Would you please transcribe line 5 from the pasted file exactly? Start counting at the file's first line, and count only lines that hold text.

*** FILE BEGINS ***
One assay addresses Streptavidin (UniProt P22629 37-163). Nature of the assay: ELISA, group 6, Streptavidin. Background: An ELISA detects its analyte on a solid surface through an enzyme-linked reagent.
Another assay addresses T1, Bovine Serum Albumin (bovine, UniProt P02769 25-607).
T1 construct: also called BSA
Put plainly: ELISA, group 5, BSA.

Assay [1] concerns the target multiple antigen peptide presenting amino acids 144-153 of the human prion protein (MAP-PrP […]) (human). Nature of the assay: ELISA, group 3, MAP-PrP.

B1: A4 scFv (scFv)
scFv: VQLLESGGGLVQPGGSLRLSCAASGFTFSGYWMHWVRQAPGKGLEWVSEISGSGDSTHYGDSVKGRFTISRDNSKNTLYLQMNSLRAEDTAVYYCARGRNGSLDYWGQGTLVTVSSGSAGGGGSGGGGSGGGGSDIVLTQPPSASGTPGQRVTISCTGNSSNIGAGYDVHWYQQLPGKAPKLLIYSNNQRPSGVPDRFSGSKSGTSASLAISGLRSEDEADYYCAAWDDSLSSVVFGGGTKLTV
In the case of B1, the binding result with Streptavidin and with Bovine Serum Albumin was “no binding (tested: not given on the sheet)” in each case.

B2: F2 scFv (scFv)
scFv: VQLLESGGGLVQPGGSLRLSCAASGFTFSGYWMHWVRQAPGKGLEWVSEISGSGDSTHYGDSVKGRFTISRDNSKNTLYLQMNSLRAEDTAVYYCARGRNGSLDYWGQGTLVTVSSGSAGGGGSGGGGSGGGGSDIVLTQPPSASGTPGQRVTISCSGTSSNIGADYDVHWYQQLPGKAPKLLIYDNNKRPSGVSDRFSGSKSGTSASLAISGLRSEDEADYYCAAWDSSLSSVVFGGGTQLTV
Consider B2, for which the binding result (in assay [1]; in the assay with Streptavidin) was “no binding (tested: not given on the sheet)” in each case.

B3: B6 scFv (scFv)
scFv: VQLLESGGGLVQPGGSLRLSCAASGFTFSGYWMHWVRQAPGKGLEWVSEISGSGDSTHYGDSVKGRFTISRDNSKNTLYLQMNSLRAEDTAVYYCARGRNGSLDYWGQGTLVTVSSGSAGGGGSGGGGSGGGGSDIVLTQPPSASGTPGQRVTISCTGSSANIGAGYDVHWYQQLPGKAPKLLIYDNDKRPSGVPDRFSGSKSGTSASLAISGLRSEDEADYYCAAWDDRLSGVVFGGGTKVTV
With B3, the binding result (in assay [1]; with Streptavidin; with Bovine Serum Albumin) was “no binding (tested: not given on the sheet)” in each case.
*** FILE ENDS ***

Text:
Assay [1] concerns the target multiple antigen peptide presenting amino acids 144-153 of the human prion protein (MAP-PrP […]) (human). Nature of the assay: ELISA, group 3, MAP-PrP.